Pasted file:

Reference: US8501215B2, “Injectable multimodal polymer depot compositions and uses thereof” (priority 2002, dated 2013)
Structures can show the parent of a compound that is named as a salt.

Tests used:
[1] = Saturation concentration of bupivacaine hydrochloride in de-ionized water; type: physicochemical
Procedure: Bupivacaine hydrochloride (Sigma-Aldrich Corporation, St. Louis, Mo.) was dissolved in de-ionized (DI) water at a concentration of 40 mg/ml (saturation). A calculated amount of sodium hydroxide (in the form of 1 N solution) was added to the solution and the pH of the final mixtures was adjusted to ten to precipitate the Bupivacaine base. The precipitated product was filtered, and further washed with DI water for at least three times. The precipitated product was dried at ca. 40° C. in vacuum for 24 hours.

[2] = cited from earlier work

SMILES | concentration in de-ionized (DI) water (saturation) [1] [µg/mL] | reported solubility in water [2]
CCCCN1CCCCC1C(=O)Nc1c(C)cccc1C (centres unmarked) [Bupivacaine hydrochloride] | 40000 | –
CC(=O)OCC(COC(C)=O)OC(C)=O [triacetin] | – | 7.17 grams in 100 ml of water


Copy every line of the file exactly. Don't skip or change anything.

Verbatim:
Reference: US8501215B2, “Injectable multimodal polymer depot compositions and uses thereof” (priority 2002, dated 2013)
Structures can show the parent of a compound that is named as a salt.

Tests used:
[1] = Saturation concentration of bupivacaine hydrochloride in de-ionized water; type: physicochemical
Procedure: Bupivacaine hydrochloride (Sigma-Aldrich Corporation, St. Louis, Mo.) was dissolved in de-ionized (DI) water at a concentration of 40 mg/ml (saturation). A calculated amount of sodium hydroxide (in the form of 1 N solution) was added to the solution and the pH of the final mixtures was adjusted to ten to precipitate the Bupivacaine base. The precipitated product was filtered, and further washed with DI water for at least three times. The precipitated product was dried at ca. 40° C. in vacuum for 24 hours.

[2] = cited from earlier work

SMILES | concentration in de-ionized (DI) water (saturation) [1] [µg/mL] | reported solubility in water [2]
CCCCN1CCCCC1C(=O)Nc1c(C)cccc1C (centres unmarked) [Bupivacaine hydrochloride] | 40000 | –
CC(=O)OCC(COC(C)=O)OC(C)=O [triacetin] | – | 7.17 grams in 100 ml of water